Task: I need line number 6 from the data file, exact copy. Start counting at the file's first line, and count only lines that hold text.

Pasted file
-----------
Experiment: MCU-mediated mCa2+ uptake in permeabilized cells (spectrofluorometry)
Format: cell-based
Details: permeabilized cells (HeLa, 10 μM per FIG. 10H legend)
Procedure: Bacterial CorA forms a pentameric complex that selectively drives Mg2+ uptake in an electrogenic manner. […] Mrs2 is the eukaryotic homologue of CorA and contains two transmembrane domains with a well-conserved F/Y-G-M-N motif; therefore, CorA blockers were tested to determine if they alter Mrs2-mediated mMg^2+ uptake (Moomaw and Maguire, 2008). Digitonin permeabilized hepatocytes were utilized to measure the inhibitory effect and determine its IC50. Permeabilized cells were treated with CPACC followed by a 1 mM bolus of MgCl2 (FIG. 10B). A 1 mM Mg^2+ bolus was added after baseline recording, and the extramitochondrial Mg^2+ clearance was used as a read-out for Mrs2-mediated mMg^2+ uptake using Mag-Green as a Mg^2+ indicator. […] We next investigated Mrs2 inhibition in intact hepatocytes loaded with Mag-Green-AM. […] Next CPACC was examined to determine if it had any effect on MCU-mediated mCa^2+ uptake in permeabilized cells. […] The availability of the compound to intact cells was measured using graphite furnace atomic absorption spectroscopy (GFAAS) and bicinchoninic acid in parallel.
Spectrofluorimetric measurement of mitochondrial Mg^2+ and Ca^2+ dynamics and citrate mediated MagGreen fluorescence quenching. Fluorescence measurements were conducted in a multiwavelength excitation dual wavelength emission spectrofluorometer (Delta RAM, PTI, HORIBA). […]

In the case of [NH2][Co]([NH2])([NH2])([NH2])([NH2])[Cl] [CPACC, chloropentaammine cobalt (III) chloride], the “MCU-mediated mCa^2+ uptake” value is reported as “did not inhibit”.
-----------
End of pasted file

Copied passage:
In the case of [NH2][Co]([NH2])([NH2])([NH2])([NH2])[Cl] [CPACC, chloropentaammine cobalt (III) chloride], the “MCU-mediated mCa^2+ uptake” value is reported as “did not inhibit”.